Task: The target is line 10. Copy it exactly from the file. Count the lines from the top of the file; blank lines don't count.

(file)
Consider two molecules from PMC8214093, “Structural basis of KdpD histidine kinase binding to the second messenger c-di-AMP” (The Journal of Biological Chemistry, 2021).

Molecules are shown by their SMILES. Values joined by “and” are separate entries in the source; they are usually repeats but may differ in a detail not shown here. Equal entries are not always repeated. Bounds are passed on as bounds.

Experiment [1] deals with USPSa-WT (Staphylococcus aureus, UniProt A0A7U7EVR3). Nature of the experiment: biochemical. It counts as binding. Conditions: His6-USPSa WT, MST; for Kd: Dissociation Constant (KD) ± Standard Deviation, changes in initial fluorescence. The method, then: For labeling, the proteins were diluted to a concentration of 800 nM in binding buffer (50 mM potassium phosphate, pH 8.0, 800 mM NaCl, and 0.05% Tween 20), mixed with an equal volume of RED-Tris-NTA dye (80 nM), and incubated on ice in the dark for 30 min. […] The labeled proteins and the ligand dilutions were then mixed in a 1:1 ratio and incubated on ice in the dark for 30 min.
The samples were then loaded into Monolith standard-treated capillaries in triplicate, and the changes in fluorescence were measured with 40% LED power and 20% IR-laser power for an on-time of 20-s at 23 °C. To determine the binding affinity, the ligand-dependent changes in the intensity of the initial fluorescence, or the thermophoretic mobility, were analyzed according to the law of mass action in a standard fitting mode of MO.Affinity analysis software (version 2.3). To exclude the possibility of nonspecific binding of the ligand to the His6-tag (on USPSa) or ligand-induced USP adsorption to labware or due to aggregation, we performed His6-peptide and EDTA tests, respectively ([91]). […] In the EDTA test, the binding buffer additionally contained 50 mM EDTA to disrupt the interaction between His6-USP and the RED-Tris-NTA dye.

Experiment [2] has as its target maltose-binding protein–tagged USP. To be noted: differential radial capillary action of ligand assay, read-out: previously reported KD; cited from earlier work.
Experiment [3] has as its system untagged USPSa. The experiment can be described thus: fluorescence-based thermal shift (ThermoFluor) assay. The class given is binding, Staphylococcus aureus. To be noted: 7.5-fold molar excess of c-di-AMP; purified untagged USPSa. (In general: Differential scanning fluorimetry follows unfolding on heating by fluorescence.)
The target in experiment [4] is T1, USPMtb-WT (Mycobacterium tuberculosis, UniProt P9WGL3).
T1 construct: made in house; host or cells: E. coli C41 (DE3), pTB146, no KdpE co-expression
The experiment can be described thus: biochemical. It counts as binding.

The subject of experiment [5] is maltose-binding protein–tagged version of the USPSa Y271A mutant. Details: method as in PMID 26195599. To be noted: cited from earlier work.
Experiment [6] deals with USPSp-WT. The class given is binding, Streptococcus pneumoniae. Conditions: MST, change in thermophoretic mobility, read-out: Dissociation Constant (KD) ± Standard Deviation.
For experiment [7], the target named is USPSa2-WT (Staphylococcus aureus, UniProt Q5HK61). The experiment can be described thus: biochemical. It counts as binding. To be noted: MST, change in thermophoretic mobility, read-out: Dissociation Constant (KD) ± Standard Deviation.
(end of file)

The subject of experiment [5] is maltose-binding protein–tagged version of the USPSa Y271A mutant. Details: method as in PMID 26195599. To be noted: cited from earlier work.